Investments in design play a potentially significant role in new product development (NPD) although there is little unanimity on the most appropriate or effective design strategy. Previous case-study based studies have identified three alternative design strategies for NPD: design used as a functional specialism, design used as part of a multi-functional team and designer-led NPD. Using data on a large sample (c. 1300) of Irish manufacturing plants we are able to examine the effectiveness of each of these three design strategies for NPD novelty and success. Our analysis suggests that design is closely associated with success in NPD performance regardless of the type of strategy pursued. Adopting designer-led NPD, however, results in a much greater design effect on NPD performance than more functionally-oriented strategies. The impacts of design on NPD outcomes are also strongly moderated by other plant characteristics. For example, the beneficial effects of design on NPD outputs are only evident for plants which also engage in R&D. Also, while both small and larger plants do gain from using design as a functional specialism and as part of multi-functional teams, the additional benefits of design-leadership in the NPD process are only evident in larger plants.Design, new product development, design-led, manufacturing, Ireland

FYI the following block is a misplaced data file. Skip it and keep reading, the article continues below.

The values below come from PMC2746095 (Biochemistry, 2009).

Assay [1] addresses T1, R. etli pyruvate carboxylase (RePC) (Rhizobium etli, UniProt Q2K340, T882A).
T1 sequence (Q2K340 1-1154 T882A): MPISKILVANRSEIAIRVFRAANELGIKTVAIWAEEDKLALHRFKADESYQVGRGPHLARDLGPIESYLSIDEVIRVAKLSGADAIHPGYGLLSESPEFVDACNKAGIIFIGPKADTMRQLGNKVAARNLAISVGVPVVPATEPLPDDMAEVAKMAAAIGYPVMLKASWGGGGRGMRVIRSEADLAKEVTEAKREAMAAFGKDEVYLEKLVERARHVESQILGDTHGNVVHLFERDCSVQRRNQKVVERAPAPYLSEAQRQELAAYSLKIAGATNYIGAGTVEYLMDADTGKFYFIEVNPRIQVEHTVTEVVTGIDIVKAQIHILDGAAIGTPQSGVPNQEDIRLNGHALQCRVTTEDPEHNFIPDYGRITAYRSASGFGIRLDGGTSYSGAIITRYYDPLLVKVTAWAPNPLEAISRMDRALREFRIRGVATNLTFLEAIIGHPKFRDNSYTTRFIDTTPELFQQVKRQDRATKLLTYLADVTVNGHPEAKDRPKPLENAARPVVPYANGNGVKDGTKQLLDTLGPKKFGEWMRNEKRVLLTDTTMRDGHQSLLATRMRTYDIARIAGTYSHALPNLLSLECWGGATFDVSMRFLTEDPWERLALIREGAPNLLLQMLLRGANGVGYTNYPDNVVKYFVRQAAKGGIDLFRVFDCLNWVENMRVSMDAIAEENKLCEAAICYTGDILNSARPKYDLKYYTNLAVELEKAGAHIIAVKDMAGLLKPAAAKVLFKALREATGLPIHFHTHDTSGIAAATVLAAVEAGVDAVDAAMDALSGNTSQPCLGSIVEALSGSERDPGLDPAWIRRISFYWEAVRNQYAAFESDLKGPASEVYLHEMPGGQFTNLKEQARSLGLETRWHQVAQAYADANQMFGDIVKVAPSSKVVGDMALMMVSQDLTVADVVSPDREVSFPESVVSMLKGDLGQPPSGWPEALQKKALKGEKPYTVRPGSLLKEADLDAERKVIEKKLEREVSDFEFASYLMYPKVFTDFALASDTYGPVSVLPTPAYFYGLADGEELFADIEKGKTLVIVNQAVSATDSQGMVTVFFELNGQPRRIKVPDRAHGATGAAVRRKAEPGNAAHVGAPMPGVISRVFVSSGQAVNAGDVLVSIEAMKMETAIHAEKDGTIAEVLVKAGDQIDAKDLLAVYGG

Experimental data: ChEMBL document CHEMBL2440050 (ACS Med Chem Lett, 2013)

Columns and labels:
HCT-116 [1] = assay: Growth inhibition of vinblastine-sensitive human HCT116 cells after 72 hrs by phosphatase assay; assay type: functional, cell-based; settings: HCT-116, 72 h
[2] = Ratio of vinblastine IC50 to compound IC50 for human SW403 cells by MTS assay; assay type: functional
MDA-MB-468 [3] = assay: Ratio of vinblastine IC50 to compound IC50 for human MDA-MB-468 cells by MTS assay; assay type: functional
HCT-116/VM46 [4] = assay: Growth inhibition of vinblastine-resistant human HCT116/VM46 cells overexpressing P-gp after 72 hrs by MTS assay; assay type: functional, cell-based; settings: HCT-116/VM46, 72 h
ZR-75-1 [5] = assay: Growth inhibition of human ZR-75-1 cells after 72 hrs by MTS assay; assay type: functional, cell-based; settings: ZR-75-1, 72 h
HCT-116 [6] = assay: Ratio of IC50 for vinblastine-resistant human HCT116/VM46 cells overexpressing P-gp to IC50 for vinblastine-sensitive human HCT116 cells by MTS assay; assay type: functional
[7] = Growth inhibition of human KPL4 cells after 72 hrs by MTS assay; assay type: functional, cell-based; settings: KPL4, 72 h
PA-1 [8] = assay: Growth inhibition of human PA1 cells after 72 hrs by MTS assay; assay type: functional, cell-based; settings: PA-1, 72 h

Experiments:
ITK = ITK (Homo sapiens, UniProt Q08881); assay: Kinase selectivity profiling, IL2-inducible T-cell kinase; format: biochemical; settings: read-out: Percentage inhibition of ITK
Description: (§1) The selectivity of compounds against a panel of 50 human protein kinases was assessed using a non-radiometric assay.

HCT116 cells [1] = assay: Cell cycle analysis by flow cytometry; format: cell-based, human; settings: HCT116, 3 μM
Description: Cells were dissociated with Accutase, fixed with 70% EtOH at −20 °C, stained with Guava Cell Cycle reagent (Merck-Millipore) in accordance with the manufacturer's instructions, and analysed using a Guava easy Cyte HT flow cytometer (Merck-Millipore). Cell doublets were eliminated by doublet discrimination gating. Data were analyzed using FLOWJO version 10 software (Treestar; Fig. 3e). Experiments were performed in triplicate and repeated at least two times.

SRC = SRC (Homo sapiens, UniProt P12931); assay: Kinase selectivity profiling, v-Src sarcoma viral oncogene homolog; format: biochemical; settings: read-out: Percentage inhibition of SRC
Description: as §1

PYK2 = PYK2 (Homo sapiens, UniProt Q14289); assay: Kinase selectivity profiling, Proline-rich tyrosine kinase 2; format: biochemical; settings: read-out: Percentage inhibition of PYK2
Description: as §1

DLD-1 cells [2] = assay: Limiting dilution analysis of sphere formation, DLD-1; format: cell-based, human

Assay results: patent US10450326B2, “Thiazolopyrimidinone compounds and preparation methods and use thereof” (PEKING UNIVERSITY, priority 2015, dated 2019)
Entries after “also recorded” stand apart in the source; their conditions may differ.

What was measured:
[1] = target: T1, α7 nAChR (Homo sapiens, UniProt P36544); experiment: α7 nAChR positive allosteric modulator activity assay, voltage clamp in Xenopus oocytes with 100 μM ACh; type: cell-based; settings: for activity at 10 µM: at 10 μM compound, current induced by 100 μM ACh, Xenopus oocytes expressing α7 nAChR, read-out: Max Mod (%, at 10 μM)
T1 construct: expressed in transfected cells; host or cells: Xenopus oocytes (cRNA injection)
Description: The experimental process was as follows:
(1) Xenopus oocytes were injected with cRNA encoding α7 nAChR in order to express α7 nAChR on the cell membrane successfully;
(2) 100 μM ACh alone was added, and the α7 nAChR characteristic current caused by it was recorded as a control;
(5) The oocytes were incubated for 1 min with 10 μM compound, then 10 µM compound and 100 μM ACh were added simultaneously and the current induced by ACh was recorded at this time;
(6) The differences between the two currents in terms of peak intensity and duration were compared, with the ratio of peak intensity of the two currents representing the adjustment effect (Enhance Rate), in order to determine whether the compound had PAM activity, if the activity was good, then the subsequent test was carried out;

Openness and innovation performance: are small firms different?

    Get PDF
    Traditionally, literature on open innovation has concentrated on analysis of larger firms. We explore whether and how the benefits of openness in innovation are different for small firms (less than 50 employees) compared to medium and large ones. Using panel data over a long time period (1994-2008) from Irish manufacturing plants, we find that small plants have on average significantly lower levels of openness, a pattern which has not changed significantly since the early 1990s. However, the effect of ‘breadth’ of openness (i.e. variety of innovation linkages) on innovation performance is stronger for small firms than for larger firms. For small firms (with 10-49 employees) external linkages account for around 40 per cent of innovative sales compared to around 25 per cent in larger firms. Small plants also reach the limits to benefitting from openness at lower levels of breadth of openness than larger firms. Our results suggest that small firms can gain significantly from adopting an open innovation strategy, but for such firms appropriate partner choice is a particularly important issue.Open innovation; SMEs; boundary-spanning linkages; learning effects; Ireland